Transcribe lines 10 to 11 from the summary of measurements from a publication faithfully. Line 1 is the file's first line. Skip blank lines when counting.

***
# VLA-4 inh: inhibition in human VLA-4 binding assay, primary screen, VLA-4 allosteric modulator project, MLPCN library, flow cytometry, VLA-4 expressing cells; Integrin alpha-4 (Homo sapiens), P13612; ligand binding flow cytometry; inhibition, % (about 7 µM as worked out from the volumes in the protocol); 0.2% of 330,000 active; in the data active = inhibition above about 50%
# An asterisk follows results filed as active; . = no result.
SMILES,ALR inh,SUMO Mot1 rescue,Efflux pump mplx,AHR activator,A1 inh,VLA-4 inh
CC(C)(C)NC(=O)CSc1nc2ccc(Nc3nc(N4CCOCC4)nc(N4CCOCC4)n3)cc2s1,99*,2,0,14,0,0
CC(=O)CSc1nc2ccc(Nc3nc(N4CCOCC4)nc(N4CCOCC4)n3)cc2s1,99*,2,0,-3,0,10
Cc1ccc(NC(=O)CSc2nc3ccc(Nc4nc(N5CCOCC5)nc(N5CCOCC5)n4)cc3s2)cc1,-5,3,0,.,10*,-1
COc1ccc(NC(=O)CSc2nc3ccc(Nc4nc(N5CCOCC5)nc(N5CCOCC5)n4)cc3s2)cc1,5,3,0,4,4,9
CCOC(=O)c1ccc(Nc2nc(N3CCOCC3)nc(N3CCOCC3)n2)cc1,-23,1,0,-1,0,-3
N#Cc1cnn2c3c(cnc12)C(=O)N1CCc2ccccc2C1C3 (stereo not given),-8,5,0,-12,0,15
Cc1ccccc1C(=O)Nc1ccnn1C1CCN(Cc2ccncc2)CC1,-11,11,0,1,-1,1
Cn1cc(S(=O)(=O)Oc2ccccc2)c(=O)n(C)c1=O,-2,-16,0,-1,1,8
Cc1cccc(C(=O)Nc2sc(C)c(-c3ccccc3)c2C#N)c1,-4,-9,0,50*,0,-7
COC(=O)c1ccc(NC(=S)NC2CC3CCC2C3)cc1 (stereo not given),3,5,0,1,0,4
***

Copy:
Cc1ccccc1C(=O)Nc1ccnn1C1CCN(Cc2ccncc2)CC1,-11,11,0,1,-1,1
Cn1cc(S(=O)(=O)Oc2ccccc2)c(=O)n(C)c1=O,-2,-16,0,-1,1,8